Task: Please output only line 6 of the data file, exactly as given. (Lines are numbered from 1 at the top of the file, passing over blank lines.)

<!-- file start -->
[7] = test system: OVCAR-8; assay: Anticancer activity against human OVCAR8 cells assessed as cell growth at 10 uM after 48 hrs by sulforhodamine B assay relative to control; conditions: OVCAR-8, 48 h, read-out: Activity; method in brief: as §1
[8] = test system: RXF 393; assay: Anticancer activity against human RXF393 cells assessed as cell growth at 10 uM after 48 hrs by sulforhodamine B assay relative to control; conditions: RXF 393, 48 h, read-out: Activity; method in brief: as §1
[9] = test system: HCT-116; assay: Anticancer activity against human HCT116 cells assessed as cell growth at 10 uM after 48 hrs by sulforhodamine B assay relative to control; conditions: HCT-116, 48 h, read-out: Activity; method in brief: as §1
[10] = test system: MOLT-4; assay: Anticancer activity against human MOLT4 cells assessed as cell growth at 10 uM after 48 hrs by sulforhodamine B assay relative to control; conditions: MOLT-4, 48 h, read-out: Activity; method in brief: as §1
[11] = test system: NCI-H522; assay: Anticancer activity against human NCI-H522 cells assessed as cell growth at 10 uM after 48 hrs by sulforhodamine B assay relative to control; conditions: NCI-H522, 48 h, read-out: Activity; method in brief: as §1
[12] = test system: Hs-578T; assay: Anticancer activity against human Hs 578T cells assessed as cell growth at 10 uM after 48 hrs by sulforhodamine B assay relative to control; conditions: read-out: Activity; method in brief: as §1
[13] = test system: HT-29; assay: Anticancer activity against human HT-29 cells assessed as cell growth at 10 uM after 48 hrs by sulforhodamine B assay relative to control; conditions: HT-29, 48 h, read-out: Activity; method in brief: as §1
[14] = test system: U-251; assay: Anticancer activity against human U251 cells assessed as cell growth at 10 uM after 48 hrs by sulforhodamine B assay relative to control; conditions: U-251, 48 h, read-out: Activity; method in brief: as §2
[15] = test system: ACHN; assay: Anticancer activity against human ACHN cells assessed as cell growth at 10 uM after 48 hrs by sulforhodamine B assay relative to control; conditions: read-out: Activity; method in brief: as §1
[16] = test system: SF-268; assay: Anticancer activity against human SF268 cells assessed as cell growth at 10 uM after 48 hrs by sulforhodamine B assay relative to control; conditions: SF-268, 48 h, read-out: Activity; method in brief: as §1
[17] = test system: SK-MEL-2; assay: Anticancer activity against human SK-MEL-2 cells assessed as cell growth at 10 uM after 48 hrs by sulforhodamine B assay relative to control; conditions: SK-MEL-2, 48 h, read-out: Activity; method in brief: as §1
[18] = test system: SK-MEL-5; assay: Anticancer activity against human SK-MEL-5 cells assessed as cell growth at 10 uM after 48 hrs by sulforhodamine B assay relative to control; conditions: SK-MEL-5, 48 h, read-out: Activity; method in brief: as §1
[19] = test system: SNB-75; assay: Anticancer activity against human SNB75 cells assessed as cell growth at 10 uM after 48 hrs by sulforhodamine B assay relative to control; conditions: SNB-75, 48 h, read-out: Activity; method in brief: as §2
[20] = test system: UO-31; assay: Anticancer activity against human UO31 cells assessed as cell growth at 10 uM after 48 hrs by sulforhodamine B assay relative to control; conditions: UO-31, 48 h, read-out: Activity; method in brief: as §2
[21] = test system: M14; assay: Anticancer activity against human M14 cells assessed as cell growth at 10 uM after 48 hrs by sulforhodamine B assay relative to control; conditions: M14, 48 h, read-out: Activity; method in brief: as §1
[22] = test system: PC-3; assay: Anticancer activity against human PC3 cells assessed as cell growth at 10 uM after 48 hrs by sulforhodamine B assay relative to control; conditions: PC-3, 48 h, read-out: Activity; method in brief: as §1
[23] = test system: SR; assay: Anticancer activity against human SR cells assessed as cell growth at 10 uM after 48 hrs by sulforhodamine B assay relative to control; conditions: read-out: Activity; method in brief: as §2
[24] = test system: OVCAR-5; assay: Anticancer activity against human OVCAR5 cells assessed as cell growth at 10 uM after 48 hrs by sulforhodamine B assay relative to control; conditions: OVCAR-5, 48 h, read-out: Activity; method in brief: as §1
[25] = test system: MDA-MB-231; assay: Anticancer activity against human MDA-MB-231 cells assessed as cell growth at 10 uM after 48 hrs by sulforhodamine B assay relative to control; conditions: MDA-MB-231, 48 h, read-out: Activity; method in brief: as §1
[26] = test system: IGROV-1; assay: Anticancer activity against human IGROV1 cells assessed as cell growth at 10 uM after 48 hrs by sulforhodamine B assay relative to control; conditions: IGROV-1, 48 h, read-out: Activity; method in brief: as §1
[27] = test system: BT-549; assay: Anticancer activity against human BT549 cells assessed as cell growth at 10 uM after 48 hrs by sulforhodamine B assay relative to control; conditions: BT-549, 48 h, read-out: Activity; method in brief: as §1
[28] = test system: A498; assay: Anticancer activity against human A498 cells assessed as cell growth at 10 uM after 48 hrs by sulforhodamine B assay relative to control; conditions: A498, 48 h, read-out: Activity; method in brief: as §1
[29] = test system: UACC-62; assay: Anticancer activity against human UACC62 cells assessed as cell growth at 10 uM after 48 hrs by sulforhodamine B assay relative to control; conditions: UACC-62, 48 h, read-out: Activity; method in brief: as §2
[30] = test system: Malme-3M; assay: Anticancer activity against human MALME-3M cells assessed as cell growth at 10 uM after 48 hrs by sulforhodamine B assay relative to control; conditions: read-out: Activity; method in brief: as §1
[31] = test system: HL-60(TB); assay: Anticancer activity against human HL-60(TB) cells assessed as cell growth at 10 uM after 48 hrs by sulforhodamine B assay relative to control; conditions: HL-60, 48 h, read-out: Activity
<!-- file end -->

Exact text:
[12] = test system: Hs-578T; assay: Anticancer activity against human Hs 578T cells assessed as cell growth at 10 uM after 48 hrs by sulforhodamine B assay relative to control; conditions: read-out: Activity; method in brief: as §1